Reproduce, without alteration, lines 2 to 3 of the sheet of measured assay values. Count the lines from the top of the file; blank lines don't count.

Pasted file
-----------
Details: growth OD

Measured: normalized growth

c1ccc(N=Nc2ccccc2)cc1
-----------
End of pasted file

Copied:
Measured: normalized growth

c1ccc(N=Nc2ccccc2)cc1